With the S&P 500 index having dropped 18% this year, conventional wisdom has it that you should take advantage of the opportunity to buy stocks at bargain prices.
But at least for investors over 60, you can make a case for buying bonds — bonds you will hold to maturity, that is.
Stocks can bounce back at any time. But they also could produce zero return for the next 10 years, as they did from 2000 to 2010.
Some of that would simply represent a reversion to the mean. The S&P 500 has returned an annualized 13.94% over the past 10 years, above the 10.5% return the index generated from its inception in 1957 through 2021.
Zero return for stocks over the next decade would represent a problem for older people, who might want to cash out some of their stock money at that point.
Fully Weighted on Stocks
Plenty of older people are fully weighted in stocks after the outsized gains of the past 13 years and are overweighted in cash. I’m one of them.
We’re overweighed in cash because we didn’t want to put our fixed-income allocation to work in safe bonds that yielded under 2% when the Federal Reserve’s official rate was near zero.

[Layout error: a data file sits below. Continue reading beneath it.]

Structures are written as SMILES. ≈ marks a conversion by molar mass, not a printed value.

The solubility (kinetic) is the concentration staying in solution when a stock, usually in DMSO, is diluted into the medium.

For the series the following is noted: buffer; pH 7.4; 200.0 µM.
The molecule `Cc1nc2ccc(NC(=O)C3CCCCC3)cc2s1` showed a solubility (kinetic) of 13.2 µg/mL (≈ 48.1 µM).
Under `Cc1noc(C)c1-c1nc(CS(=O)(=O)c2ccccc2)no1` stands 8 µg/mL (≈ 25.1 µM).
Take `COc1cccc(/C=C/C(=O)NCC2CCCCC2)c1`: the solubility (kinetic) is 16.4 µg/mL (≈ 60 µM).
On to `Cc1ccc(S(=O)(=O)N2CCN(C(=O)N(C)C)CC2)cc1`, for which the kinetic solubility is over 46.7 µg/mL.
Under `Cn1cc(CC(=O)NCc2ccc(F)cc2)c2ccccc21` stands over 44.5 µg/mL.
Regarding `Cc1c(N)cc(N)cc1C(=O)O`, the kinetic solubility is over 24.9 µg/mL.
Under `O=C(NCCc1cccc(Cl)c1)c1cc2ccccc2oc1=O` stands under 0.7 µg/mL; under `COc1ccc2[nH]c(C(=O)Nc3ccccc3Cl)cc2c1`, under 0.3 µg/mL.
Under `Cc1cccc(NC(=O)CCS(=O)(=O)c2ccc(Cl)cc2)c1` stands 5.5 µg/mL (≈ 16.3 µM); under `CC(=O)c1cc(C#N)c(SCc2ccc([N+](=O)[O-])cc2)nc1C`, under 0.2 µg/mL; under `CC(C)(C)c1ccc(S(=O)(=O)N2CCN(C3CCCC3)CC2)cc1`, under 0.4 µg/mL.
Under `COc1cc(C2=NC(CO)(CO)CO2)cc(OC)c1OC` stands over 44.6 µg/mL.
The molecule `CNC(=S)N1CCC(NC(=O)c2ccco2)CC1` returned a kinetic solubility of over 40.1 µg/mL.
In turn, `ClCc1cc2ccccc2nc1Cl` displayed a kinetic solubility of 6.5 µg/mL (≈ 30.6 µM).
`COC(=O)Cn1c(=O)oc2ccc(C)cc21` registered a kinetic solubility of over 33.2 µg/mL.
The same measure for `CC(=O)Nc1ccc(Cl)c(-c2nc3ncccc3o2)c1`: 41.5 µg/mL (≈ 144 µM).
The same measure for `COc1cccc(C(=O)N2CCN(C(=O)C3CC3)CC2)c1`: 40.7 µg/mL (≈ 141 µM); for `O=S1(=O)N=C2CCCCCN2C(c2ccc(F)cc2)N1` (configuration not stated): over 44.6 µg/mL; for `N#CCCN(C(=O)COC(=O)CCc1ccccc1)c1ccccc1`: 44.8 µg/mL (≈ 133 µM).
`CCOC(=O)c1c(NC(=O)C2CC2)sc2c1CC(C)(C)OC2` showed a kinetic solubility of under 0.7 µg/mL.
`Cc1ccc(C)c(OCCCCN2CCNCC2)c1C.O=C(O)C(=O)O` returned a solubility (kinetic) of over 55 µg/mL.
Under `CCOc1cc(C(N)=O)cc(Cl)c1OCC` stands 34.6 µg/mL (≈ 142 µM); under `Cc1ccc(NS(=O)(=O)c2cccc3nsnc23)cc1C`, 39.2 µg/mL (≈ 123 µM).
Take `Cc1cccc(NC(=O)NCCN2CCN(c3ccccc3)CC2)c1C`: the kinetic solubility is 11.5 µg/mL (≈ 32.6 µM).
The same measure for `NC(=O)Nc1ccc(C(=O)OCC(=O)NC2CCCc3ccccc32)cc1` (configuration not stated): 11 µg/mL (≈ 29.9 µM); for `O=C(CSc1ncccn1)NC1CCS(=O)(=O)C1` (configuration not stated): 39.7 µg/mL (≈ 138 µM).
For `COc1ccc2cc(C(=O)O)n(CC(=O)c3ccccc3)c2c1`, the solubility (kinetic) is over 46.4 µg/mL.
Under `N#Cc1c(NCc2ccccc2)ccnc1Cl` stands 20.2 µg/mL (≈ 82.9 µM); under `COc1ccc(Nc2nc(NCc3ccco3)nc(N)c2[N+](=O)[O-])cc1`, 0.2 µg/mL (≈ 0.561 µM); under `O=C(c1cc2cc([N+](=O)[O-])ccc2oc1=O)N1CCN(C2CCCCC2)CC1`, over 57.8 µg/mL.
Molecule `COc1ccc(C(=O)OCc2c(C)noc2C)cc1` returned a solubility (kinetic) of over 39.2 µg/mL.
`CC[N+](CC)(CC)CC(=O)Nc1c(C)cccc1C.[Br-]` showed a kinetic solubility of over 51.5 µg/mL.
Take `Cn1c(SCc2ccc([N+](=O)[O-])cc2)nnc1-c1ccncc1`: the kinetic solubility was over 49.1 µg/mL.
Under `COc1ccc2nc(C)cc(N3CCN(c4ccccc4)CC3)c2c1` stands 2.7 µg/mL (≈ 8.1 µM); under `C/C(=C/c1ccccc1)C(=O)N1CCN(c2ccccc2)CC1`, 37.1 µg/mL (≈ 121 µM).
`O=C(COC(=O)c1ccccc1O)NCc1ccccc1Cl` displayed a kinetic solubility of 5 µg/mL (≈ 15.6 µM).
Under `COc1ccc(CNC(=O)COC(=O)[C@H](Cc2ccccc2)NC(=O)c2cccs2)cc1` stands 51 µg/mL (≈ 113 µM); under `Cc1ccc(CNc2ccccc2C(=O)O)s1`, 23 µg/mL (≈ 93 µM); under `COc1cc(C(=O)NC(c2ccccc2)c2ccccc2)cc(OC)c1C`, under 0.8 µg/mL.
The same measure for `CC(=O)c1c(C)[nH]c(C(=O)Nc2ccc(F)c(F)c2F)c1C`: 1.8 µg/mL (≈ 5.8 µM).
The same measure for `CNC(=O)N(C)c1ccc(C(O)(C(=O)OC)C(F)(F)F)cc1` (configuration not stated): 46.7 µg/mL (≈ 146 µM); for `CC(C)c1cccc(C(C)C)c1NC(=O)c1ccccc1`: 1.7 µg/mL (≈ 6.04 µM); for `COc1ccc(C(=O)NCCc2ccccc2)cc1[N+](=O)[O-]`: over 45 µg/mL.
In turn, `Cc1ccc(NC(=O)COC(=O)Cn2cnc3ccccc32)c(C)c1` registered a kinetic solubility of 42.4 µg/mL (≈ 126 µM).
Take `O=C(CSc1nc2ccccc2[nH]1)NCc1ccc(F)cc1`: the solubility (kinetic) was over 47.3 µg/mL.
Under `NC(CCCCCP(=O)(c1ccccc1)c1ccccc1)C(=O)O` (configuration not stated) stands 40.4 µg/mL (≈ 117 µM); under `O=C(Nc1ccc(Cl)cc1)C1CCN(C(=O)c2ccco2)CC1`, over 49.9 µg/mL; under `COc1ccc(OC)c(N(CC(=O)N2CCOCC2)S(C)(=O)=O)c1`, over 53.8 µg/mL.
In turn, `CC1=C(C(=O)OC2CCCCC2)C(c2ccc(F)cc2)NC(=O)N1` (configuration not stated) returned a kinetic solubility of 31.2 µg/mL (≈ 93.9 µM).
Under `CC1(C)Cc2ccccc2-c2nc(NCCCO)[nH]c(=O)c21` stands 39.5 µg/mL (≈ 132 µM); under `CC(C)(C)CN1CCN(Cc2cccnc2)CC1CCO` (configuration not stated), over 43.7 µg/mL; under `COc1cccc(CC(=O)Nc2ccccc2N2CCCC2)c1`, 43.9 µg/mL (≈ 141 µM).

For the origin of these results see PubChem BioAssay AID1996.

I personally had the bulk of my nonretirement cash holding in an online savings account yielding just 0.5% over the past couple years.
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But now, with inflation raging and the Fed raising rates, you can get safe bonds and certificates of deposit with yields exceeding 3%. So it’s tempting to start going back into bonds. You don’t even need to make a long-term commitment. Three-year Treasurys recently yielded 3.21%.
If you hold the bonds until maturity, you don’t have to worry about bond prices falling. You’ll get back par value for the bond, unless the U.S. government defaults on its debt, which is extremely unlikely.
Diving Into Treasurys
You wouldn’t be the only one taking a plunge into Treasurys. During the four weeks ended May 25, investors sent a net $20 billion into mutual funds and exchange-traded funds that concentrate on ordinary Treasurys, according to Refinitiv Lipper, as cited by The Wall Street Journal.
Looking at CDs, as of this writing on June 9, their rates haven’t yet reset in reaction to the 8.6% rise in consumer prices reported the same day.
So as of June 9, a three-year CD offered by BMO Harris on Fidelity Investments’ web site yielded only 3.15%. That’s less than the three-year Treasury.
But CDs generally yield more than Treasurys, as the former are a bit more risky. So watch for CD yields to rise. The CDs are riskier because they’re insured by the Federal Deposit Insurance Corp. as opposed to Treasurys being fully backed by the U.S. government.
So for some of us, bonds aren’t a bad investment choice at this point.